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Remembering The Four Chaplains

“Greater love has no one than this, that one lay down his life for his friends.”

— John 15:13

When the same story keeps coming up, I pay attention. There must be something that God wants me to know or do—or share. So when my husband recently visited a chaplain’s office and saw a copy of the 1948 commemorative stamp of “The Four Chaplains”, signed by a survivor of the sinking of the U.S.A.T. Dorchester in 1943, I wasn’t surprised. The story of the four heroic chaplains was one my husband and I had studied this year and even included in a new Bible study. Perhaps you know about Reverend Clark Poling, Rabbi Alexander Goode, Father John Washington, and Reverend George Fox—but if not, let me share this amazing story.

These four men had become friends while at Chaplain’s School at Harvard University in 1942. In spite of their doctrinal differences, all four had experienced the same calling, which was to serve their nation and its soldiers during World War II as Army chaplains. Reverend Fox had even served before, in World War I, as a medic. He knew how badly his services would be needed as a chaplain and enlisted on the same day that his 18-year-old son enlisted in the Marine Corps.

A few months later, after their training together, they were on board the Dorchester heading towards Greenland with 902 soldiers. Their route for this first leg of the trans-Atlantic crossing would take them through an area of water known as “Torpedo Junction”. German U-boats had been sinking Allied ships in this region at the rate of 100 every month, so the danger of the icy waters was compounded by this threat.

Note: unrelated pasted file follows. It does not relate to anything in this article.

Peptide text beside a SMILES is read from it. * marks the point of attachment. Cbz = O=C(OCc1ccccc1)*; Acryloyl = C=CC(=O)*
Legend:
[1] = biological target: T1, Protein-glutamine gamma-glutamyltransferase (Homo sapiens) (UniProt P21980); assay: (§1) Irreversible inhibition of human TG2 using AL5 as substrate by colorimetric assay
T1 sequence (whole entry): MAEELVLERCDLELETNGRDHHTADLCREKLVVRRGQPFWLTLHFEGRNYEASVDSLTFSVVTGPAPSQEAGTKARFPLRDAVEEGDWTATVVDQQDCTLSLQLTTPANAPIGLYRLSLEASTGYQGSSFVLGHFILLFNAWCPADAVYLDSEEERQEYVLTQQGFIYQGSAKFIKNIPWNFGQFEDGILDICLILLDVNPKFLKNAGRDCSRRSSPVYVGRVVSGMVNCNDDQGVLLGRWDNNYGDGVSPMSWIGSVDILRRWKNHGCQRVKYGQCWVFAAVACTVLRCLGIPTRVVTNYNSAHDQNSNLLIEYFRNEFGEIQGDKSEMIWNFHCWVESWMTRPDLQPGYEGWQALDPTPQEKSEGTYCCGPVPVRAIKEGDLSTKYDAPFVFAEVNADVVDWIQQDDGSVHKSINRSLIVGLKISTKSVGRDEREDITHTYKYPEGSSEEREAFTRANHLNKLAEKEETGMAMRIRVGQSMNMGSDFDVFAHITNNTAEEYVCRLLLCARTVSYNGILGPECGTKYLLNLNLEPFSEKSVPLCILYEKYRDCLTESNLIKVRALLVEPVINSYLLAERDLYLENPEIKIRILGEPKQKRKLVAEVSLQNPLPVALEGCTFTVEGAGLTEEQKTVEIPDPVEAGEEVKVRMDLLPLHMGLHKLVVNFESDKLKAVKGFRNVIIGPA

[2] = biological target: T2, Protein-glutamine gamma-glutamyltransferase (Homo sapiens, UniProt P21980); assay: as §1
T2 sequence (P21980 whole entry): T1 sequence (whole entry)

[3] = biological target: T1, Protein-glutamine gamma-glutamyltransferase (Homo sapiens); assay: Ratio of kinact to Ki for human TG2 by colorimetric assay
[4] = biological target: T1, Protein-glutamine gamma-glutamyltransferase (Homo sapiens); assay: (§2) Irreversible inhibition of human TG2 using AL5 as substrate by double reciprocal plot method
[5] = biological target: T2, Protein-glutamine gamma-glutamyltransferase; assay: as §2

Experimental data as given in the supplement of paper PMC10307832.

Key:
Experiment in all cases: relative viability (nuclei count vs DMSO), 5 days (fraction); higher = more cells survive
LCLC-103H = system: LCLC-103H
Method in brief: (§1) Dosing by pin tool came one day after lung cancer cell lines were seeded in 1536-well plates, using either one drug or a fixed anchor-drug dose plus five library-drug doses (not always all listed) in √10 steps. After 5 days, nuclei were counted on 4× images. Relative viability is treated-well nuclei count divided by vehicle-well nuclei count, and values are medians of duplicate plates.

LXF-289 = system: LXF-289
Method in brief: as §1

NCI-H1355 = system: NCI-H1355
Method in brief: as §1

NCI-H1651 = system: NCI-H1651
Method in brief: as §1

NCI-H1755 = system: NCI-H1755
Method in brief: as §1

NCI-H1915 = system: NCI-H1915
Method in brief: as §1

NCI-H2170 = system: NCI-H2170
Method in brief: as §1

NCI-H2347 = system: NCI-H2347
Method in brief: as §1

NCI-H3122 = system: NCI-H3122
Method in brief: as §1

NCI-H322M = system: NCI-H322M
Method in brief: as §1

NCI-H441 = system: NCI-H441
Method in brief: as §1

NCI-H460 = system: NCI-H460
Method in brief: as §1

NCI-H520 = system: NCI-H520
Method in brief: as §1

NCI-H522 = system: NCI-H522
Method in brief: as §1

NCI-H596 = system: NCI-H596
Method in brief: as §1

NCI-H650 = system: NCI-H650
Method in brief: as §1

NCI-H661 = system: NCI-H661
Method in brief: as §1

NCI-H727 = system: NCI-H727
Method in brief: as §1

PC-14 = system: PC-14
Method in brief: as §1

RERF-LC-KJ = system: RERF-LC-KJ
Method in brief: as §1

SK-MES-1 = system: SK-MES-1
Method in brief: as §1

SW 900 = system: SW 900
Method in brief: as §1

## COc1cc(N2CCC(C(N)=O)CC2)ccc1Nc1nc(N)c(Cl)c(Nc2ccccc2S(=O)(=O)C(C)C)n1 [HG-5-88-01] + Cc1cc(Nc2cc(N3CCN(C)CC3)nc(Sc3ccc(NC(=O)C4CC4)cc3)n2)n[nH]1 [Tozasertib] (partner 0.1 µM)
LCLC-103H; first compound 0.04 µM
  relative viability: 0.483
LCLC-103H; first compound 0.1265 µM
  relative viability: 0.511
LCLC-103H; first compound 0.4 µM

The threat became reality on February 3, 1943, when the Dorchester was hit by one torpedo from U-223, and then a second which took out all power in the engine room. In the darkness, panic and chaos reigned as men searched for a way to the top of the rapidly-sinking ship. According to those who survived, the voices of the four chaplains brought encouragement in the midst of this tragedy as they prayed, sang hymns, and called out to others to not give up hope. The brave chaplains passed out life jackets stored in lockers, tended to the wounded, guided many to safety—and even gave up their own life jackets knowing that, in doing so, they were giving up their chance for survival.

The Dorchester sank in 27 minutes. 672 perished, including the four chaplains, and 230 survived. The last site of the Dorchester, according to accounts, was of the four chaplains standing arm-in-arm on the slanting deck of the ship praying the Lord’s Prayer. “It was the finest thing I have seen or hope to see this side of heaven,” said one soldier who lived to tell of the chaplains’ act of selflessness. (

Before Chaplain Poling left his home in January of 1943, he asked his father (who had been a chaplain in World War I) to pray for him. He asked, “Not for my safe return, that wouldn’t be fair. Just pray that I shall do my duty. . . never be a coward. . . .and have the strength, courage and understanding of men. Just pray that I shall be adequate.” ( Chaplains Poling, Fox, Goode, and Washington were more than adequate—they were heroes. In every sense of the word, their valor and their ultimate sacrifice speak to the same qualities which are being displayed daily on the battlefields of this war on terror.

By giving up their life jackets, these courageous chaplains died so that others might live. Is that not what Christ did for us on the cross? The scripture that comes to my mind is Romans 5:6-8: “You see, at just the right time, when we were still powerless Christ died for the ungodly. Very rarely will anyone die for a righteous man, though for a good man someone might possibly dare to die. But God demonstrates His own love for us in this: While we were still sinners, Christ died for us.”

Questions to share:

1. What acts of courage and valor can you share that you have seen demonstrated in your lifetime?

2. How can you pray for your spouse, that they will have the strength to be courageous when the time comes?

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